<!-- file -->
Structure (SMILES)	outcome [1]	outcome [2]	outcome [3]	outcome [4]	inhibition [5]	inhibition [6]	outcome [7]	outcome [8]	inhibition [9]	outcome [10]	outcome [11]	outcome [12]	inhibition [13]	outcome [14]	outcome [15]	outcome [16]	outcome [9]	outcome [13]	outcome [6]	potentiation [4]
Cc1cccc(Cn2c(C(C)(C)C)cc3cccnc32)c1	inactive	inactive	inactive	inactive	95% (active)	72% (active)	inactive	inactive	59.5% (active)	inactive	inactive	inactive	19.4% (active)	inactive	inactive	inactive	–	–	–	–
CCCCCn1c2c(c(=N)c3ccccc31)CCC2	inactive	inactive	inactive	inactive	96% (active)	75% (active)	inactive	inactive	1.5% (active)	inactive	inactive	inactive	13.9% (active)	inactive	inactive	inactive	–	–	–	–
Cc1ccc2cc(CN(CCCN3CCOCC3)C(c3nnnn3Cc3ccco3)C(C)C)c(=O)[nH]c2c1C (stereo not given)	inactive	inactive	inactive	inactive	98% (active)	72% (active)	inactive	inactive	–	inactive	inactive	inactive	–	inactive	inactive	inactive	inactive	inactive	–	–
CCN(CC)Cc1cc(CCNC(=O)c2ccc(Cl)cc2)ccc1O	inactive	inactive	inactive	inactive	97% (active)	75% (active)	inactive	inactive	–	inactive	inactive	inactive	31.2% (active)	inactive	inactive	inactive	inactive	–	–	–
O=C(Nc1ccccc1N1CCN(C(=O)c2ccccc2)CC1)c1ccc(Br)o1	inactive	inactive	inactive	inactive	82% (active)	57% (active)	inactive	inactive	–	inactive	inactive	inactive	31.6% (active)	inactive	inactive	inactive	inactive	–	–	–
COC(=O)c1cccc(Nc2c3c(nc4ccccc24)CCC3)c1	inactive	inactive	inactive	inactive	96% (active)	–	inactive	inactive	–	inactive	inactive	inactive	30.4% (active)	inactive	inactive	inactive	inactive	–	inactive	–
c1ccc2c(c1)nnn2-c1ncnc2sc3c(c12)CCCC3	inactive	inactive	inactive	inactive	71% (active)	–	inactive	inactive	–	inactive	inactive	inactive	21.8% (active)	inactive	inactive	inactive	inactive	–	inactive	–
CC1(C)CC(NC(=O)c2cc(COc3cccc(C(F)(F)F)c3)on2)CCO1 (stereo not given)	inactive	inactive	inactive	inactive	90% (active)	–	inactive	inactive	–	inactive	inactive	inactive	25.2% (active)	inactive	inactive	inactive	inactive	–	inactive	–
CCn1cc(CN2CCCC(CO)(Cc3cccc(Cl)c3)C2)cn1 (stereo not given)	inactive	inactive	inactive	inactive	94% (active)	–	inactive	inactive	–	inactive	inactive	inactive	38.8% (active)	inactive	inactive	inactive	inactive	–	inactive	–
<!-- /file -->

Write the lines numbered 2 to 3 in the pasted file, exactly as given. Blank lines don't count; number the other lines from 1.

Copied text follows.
Cc1cccc(Cn2c(C(C)(C)C)cc3cccnc32)c1	inactive	inactive	inactive	inactive	95% (active)	72% (active)	inactive	inactive	59.5% (active)	inactive	inactive	inactive	19.4% (active)	inactive	inactive	inactive	–	–	–	–
CCCCCn1c2c(c(=N)c3ccccc31)CCC2	inactive	inactive	inactive	inactive	96% (active)	75% (active)	inactive	inactive	1.5% (active)	inactive	inactive	inactive	13.9% (active)	inactive	inactive	inactive	–	–	–	–